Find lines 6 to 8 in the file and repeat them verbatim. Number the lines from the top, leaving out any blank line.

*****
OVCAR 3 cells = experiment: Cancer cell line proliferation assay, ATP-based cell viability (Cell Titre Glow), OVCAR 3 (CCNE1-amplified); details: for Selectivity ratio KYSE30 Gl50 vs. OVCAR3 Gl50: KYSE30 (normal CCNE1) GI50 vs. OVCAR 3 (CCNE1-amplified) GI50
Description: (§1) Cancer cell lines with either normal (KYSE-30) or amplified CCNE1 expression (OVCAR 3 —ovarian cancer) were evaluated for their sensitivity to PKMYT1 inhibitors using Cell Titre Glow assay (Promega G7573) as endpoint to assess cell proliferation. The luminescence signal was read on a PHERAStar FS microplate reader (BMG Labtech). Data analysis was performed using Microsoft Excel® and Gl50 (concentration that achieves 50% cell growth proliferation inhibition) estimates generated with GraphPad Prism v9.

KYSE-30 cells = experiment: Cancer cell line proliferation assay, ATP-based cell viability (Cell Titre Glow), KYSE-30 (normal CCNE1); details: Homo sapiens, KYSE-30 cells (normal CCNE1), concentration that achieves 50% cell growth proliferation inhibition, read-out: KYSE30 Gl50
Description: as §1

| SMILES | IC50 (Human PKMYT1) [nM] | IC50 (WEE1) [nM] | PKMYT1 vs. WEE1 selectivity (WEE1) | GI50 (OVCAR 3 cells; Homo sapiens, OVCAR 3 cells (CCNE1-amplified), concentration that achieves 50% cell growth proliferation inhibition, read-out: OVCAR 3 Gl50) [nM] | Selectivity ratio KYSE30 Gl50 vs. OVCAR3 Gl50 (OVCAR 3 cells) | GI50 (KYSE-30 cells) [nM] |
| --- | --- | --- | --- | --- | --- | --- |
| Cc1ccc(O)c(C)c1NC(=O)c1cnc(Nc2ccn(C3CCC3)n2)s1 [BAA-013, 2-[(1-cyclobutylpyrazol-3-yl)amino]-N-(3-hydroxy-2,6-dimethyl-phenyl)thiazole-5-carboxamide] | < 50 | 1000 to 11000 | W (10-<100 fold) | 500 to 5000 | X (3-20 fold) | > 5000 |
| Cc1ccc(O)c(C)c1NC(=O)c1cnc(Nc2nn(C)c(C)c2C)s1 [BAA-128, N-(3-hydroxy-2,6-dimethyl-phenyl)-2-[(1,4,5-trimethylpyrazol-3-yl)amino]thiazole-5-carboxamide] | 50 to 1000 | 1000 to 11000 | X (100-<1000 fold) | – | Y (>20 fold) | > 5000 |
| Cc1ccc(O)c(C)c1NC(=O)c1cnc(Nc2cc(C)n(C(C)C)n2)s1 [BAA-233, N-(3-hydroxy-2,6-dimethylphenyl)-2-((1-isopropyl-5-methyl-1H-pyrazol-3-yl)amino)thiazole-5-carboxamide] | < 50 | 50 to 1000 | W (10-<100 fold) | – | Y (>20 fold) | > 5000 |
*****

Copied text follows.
| --- | --- | --- | --- | --- | --- | --- |
| Cc1ccc(O)c(C)c1NC(=O)c1cnc(Nc2ccn(C3CCC3)n2)s1 [BAA-013, 2-[(1-cyclobutylpyrazol-3-yl)amino]-N-(3-hydroxy-2,6-dimethyl-phenyl)thiazole-5-carboxamide] | < 50 | 1000 to 11000 | W (10-<100 fold) | 500 to 5000 | X (3-20 fold) | > 5000 |
| Cc1ccc(O)c(C)c1NC(=O)c1cnc(Nc2nn(C)c(C)c2C)s1 [BAA-128, N-(3-hydroxy-2,6-dimethyl-phenyl)-2-[(1,4,5-trimethylpyrazol-3-yl)amino]thiazole-5-carboxamide] | 50 to 1000 | 1000 to 11000 | X (100-<1000 fold) | – | Y (>20 fold) | > 5000 |